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Poll Results
 
 Do you want to participate in class action?
 Yes 5 50%
 No 5 50%
Total votes: 10. This poll has been closed.


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saxster

Senior Member
Registered:
Posts: 109
Reply with quote  #1 
Today I have read Mr. Dan Bensimon's Declaration to Bankruptcy Court in support of debtor's petition and first day motions, entered yesterday, July 28.
 
I find this statement quite alarming and unsettling:
 
"3. Vault. - In 2012 BullionDirect.com modified the terms of service under which its customers purchased and stored precious metals. BDI’s management interpreted the provisions of the Terms of Service agreement such that when a customer placed an order, the precious metal was not actually purchased unless the customer agreed to take actual delivery of the product.  Previously, the purchase order would have resulted in either delivery to the customer or storage of the product in a BullionDirect vault."

In 2008 I sent BDI a "large" amount of gold and silver bullion in the form of 1 ounce coins for storage and trading.  I did not buy the bullion from BDI and am in the possession of receipts from other sources where I acquired them with my own money.

Today I inquired of BDI's attorney, Mr. Joseph Martinec as to whether BDI's "creative" interpretation of The Terms of Service applied to my property and whether or not they were prepared to send my property to me as I have requested.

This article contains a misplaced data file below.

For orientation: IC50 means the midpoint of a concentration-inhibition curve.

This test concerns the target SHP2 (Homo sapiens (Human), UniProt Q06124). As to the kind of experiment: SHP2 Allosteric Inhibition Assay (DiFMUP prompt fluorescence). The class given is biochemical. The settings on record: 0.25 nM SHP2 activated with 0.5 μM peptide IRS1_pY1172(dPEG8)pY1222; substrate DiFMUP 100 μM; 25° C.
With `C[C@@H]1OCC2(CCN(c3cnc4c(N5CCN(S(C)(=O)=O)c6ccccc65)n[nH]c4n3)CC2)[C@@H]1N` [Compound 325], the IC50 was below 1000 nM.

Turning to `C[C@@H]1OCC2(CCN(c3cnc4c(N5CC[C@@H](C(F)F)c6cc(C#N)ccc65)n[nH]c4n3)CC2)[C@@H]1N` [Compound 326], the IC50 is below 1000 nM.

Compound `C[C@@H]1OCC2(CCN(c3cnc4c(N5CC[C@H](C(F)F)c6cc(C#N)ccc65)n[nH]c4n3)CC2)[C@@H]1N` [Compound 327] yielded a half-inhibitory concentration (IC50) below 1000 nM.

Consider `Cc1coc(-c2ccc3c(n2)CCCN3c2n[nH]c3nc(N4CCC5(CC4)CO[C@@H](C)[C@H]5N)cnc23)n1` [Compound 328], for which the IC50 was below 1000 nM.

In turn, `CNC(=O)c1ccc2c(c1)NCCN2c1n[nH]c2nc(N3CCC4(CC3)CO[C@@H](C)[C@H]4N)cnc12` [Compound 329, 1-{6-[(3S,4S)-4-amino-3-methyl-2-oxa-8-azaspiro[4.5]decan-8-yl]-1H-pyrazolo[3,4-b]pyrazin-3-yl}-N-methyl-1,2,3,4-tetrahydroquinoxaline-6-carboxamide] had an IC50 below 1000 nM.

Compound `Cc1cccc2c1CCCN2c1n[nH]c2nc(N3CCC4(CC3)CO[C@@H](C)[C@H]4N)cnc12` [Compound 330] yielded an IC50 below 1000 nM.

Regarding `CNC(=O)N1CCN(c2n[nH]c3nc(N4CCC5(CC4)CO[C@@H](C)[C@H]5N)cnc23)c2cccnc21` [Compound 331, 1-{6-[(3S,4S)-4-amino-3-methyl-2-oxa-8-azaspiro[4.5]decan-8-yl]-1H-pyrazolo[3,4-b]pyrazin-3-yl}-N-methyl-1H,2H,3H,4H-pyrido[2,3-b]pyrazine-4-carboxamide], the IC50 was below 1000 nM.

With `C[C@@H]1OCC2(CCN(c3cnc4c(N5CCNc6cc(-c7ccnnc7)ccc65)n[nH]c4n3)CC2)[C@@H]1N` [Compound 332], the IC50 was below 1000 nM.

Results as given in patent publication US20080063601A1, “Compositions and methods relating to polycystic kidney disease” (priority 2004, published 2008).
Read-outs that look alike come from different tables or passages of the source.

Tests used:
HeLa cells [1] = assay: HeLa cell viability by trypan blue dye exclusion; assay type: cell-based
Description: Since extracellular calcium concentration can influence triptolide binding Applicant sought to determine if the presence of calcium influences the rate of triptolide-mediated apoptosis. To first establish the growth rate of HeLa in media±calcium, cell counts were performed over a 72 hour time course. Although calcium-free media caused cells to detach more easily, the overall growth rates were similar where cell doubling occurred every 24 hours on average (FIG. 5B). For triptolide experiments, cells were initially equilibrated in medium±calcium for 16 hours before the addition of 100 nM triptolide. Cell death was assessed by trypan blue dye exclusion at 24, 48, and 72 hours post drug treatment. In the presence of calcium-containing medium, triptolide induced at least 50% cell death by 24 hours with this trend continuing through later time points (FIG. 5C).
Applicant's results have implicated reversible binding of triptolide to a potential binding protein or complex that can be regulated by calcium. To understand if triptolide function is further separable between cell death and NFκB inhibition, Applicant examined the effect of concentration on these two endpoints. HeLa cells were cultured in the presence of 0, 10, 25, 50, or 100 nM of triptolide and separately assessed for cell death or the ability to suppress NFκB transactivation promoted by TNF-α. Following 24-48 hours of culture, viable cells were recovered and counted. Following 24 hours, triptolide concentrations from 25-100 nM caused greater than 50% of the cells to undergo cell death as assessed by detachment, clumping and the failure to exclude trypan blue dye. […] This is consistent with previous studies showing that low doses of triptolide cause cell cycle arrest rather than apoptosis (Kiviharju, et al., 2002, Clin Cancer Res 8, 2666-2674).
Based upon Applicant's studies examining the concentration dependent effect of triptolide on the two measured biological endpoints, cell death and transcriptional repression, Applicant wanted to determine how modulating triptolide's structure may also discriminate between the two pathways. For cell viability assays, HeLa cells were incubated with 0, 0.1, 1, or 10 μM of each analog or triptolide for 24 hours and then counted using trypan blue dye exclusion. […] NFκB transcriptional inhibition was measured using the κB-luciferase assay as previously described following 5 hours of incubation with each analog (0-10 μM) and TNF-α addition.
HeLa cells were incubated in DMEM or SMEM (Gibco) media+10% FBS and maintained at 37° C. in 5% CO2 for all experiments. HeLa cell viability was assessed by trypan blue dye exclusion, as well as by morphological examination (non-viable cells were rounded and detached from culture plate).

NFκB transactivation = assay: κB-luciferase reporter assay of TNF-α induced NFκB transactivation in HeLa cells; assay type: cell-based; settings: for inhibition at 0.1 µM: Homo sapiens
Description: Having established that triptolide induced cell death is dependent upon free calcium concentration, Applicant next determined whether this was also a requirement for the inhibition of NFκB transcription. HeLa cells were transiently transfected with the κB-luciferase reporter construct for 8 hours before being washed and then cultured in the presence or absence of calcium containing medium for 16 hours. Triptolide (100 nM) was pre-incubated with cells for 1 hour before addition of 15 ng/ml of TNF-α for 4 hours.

His response was that he was "currently unable" to respond to either my request for information or for delivery of product to which I "believe" I am entitled. He than suggested that I file a proof of claim and/or consult an attorney.

In my opinion, BDI built their business off of the backs of customers who understood that the terms of service clearly indicated, (and still indicate), that metal stored for them by BullionDirect, Inc. was the property of the customer and pooled for use among the other customers on a fungible basis by BDI for the specific purpose of facilitating the buying and selling of physical bullion.  I do not accept the notion that BDI ever had the right to "use" my physical bullion for any other purpose than facilitating a sale of another form of physical bullion.  Payments to software developers, employees, or any form of overhead as a form of "use" of my physical bullion are clearly beyond the scope of the Terms of Agreement. 

I believe that an accomplished attorney can easily prove this.  I also believe that it can be established that customers with stored bullion, as well as customers with cash or undelivered bullion on account at BDI for either fraudulent sales or acquisitions of physical bullion should have the first rights to be made whole from the assets that remain of BullionDirect, Inc.  (Yes, even before the IRS.)

For this reason, I plan to be represented by an attorney at the first hearing, August 25, in order to present my proof of claim and express my point of view.